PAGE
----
Similarly, a party-centric or state-centric position in a national poll will be amateurish to say the least. We cannot support the entry of FDI in multi-brand retail trade only because some other party inimical to us is opposing it.
IN spite of the differences between the Left parties on the issue of the presidential elections, Left Unity will continue. We agreed to disagree on this particular issue. Our joint struggles will continue. Actually, the National Executive of the Party has reiterated its commitment to make the food security campaign starting from July 1, 2012 a success.
The CPI had differed on issues like Nandigram and Singur earlier but never treated them as matters leading to a breaking-point. Strengthe-ning the Left for greater Left and democratic unity is of key importance to implement the tactical line adopted at the Patna Congress of the Party.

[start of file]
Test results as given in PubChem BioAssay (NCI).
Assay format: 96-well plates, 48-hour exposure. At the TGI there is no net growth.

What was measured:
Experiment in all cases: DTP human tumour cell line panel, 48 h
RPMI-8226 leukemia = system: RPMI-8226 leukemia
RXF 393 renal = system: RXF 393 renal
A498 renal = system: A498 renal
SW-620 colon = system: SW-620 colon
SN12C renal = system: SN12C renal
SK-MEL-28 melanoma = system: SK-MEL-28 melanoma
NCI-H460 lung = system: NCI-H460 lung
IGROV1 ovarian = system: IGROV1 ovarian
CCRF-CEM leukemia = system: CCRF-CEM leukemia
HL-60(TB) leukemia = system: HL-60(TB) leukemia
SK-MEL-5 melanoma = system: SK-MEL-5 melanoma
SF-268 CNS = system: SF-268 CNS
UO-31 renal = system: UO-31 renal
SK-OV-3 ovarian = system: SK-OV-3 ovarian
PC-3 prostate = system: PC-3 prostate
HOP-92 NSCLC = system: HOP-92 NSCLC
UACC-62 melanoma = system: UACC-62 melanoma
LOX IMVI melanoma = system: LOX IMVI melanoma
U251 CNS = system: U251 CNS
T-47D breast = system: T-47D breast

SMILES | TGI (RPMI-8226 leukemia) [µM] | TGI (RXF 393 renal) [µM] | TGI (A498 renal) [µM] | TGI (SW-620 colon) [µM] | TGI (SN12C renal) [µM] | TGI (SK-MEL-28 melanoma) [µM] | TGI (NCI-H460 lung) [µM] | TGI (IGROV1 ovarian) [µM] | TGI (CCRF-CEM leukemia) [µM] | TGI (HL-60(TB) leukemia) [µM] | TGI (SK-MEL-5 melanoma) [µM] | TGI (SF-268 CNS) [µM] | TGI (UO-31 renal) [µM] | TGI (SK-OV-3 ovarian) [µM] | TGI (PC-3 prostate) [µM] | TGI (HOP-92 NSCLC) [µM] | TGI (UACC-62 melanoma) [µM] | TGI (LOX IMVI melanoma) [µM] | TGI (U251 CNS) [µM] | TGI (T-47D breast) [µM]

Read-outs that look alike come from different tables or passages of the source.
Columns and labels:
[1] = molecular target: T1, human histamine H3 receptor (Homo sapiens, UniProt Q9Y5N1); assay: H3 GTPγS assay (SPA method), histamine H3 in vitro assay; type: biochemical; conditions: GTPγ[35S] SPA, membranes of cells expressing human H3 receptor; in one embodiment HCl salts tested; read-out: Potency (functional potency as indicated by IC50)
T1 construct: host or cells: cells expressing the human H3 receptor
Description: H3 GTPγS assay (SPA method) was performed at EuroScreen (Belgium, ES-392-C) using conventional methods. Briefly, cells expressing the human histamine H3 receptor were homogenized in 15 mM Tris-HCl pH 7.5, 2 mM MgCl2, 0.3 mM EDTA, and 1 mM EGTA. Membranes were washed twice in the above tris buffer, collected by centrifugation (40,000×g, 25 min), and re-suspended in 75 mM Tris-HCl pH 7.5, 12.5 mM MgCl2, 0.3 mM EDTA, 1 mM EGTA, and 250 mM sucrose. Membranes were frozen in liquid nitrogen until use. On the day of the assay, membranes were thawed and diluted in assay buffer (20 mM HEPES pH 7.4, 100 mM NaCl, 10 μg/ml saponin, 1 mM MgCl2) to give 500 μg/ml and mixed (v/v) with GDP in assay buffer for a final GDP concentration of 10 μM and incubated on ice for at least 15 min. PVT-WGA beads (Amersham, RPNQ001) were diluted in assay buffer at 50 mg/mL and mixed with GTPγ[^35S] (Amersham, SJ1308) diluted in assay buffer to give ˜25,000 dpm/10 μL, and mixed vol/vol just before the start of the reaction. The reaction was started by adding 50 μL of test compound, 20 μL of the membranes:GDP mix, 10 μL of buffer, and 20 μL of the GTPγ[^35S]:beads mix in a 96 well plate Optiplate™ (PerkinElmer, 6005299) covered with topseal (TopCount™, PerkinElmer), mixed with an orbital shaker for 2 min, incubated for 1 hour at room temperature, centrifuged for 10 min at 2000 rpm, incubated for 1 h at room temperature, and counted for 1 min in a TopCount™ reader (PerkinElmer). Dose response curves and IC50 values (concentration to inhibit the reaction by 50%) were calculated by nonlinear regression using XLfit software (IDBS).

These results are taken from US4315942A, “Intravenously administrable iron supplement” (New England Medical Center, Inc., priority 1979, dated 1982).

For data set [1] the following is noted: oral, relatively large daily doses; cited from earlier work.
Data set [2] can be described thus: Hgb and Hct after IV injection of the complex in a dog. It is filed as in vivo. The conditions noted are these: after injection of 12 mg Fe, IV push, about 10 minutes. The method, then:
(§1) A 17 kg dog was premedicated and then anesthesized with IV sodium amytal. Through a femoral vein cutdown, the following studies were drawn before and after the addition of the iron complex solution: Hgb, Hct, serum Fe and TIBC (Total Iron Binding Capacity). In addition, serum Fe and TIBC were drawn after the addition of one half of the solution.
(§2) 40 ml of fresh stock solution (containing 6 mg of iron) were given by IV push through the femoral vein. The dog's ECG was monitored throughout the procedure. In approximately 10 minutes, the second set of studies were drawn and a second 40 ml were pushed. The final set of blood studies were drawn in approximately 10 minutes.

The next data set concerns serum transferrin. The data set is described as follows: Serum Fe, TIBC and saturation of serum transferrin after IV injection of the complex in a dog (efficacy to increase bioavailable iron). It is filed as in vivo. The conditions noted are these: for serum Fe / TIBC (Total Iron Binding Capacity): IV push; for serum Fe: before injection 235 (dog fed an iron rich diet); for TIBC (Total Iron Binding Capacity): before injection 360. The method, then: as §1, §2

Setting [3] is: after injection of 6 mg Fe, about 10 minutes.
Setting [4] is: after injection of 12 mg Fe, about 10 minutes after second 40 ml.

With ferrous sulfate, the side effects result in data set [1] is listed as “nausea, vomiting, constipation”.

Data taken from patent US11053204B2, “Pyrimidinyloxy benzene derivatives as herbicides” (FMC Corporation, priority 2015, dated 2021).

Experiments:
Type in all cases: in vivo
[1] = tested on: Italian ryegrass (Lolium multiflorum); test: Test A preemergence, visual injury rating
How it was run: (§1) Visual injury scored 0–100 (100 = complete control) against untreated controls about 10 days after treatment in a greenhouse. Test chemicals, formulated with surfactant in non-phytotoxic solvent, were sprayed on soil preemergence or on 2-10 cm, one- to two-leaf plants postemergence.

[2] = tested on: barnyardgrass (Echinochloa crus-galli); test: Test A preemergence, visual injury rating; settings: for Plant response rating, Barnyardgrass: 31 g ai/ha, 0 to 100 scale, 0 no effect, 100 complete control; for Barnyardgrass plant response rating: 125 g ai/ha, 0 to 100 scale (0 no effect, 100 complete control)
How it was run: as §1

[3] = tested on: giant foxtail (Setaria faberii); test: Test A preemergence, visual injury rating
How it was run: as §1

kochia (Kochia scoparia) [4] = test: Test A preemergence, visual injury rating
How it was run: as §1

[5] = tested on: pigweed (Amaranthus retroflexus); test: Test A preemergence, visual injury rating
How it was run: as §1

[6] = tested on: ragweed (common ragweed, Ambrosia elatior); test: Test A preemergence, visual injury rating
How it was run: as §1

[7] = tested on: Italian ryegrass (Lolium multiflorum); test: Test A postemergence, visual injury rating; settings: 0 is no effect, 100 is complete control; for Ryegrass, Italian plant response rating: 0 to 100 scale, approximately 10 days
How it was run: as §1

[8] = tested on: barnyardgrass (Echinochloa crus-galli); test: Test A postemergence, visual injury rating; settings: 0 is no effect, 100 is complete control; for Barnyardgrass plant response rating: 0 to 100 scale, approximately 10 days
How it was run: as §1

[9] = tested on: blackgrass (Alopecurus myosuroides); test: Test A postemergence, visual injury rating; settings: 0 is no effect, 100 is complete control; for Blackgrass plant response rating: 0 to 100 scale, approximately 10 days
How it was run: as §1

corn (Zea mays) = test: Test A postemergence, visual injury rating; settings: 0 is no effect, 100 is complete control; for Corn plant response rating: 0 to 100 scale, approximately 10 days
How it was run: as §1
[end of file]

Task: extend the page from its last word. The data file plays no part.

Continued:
The RSP has also taken a similar stand along with the CPI to abstain from the election.
The Congress and BJP both have lost credibility due to their shameless pursuance of neo-liberalism and their bid to impose a two-party system to continue the hegemony of the neo-liberalists in one form or the other has been totally exposed. It is time for the Left to unitedly work for a fresh re-alignment of forces on the basis of an alternative to neo-liberalism.
Apart from their collaboration on implementation of the suicidal economic policies, both the parties are stinking with corruption. If the Congress has to send a few Ministers and MPs to jail, the BJP had to force two of its Chief Ministers to resign and sack all its three Ministers in Punjab due to corruption charges.